Select Committee on Delegated Powers and Deregulation Ninth Report

Annex B

Response to the [1995] Consultation Paper on the Proposed Changes to the Law on Sunday Observance and Liquor Licensing Relating to Public Dances on Sundays

1. Introduction

1.1  Thank you for giving the British Resorts Association the opportunity to contribute to the above consultation. The Association represents some 53 Local Authorities with substantial coastal tourism interests. Included within this number are the majority of the large and medium-sized traditional seaside resorts, together with many of the most popular rural coastal areas. A membership list is at Annex A.

2. Coastal Tourism and the Impact of the Current Legislation

2.1  The Value of Coastal Tourism. Coastal tourism accounts for just under 50% of all domestic tourism activity by both volume and value. The 1993 United Kingdom Tourism Statistic (UKTS) estimates the value of all domestic tourism at £6 billion, of which, £3 billion was attributed to the coast. However, a more recent and detailed study conducted in the North West estimates at £550 million alone and it is therefore not unreasonable to assume that the UKTS may represent a conservative estimate.

2.2  Seasonality and Bank Holidays. Despite great efforts to breakdown the seasonal nature of domestic tourism, a greater proportion of the activity, particularly in the coastal belt, is concentrated into the 6 months, April through to October, with strong peaks over the Bank Holiday weekends.

2.3  The Visitors' View of Sundays. Holidaymakers do not pay particular attention to the days of the week, especially if they are staying for anything more than a couple of days. Singling out Sundays for restricted trading, in an already limited season has a major impact on many operators. Again this is particularly apparent over the bank holidays where the third and last night of the holiday period carries severe restrictions.

2.4  Visitors' Access to Functions and Events. Many businesses are able to circumvent the restrictions by use of such permissible ploys as club membership and other, apparently none permissible ploys, such as pre-selling tickets or increasing charges for associated services. In general, these loopholes demand an element of pre-planning which does not necessarily fit well with the impulse driven nature of holiday activities and the demands of the average tourists. Where events do take place on a Sunday and visitors have to be excluded because of the restrictions, it can create an unwelcoming atmosphere which will almost certainly damage the tourism environment.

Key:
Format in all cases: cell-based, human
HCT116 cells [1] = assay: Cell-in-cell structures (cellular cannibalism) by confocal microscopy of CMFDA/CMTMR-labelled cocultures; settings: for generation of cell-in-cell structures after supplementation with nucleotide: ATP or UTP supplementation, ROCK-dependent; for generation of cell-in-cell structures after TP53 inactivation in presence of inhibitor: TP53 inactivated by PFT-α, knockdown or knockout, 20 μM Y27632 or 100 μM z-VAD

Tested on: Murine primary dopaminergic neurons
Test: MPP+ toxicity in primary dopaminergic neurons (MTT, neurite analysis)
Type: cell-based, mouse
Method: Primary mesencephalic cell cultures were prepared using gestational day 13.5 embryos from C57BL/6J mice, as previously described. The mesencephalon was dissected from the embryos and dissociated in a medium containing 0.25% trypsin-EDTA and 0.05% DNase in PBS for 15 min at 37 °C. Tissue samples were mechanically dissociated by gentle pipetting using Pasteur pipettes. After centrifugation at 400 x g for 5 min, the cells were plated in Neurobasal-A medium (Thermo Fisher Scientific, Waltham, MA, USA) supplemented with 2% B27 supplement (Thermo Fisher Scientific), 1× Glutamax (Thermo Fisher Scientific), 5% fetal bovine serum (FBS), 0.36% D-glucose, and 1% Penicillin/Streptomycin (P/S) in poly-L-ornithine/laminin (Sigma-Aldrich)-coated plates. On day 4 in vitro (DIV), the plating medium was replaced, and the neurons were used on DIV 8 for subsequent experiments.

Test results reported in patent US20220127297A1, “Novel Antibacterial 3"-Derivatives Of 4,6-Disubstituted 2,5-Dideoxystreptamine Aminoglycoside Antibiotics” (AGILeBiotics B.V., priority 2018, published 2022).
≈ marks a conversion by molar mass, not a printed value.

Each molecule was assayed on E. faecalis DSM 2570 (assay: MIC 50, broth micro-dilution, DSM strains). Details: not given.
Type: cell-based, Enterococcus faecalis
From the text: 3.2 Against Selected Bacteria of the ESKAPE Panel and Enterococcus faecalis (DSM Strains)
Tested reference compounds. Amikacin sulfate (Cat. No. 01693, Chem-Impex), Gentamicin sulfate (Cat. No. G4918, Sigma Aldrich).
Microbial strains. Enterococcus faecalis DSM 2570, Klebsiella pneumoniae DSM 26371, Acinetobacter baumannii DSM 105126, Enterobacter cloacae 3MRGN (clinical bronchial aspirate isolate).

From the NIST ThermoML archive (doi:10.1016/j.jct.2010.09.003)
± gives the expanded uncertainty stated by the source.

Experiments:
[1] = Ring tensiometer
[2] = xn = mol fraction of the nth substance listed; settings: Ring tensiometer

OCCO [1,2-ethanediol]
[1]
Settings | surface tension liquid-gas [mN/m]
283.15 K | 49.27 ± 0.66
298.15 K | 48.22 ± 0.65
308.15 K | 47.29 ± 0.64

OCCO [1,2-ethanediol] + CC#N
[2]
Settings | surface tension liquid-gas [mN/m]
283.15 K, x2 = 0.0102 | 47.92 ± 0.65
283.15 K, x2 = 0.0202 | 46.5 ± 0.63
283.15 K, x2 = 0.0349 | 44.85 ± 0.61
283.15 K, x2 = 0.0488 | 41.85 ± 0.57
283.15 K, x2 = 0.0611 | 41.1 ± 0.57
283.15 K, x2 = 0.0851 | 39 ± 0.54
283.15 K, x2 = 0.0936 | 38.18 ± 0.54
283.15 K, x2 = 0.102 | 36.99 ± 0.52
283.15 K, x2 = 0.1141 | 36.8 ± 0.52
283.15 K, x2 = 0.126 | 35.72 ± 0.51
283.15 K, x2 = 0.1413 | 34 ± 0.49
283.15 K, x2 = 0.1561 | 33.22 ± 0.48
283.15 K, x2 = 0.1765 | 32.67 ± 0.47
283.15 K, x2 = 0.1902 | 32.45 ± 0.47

2.5  Lost Potential Income. The net effect is that a major British industry is losing the opportunity to trade to its maximum capacity on something approaching 15 percent of the available days in any already seasonally restricted year. In financial terms this is extremely difficult to quantify accurately, but clearly it will represent a considerable sum in lost potential income. To illustrate the likely scale of the potential profit and the current losses we would cite one local authority run establishment chosen at random. On a normal weekday New Year's Eve the venue would hold a public dinner dance. This event would sell out several months in advance and the 600 guests would generate a minimum turnover of £5,000. This event cannot take place in 1995 unless of course the legislation is amended. The particular local authority concerned currently issues something in the order of 120 similar entertainment licenses to premises within its area. Of these, 32 are also effected by special hours licenses.

2.6  Administrative Burden. Many venues do hold various events on Sundays despite the limitations imposed. In order to do so, the terms and conditions of entertainment and liquor licenses often demand that separate and/or additional authority is sought. This additional administrative burden would be removed if Sundays were treated in the same way as any other day of the week as you propose. Again it is difficult to quantify the current costs, but given that applications have to be drafted, checked submitted, considered and then authorised or rejected, the workload is not insignificant. This involves the licensee, the licensing authority and usually a third party acting in the capacity of a legal adviser.

2.7  International Competition. Many resort areas have suffered a loss of traditional low spend holiday business. This has been replaced in many areas by a lower volume of much higher spending trade, competing directly with the foreign out bound holiday market. The appeal of foreign holidays to certain segments of the customer base, particularly the younger element, has much to do with the popular perception that foreign destinations have a more relaxed attitude towards the provision of night life and entertainment. The current legislation with its archaic restrictions in England and Wales does not therefore, help the British resorts to compete on equal terms with some of the more popular comparable destinations abroad. Your proposals will not put British resorts on an equal footing, but they will at least go some way to help redress the balance.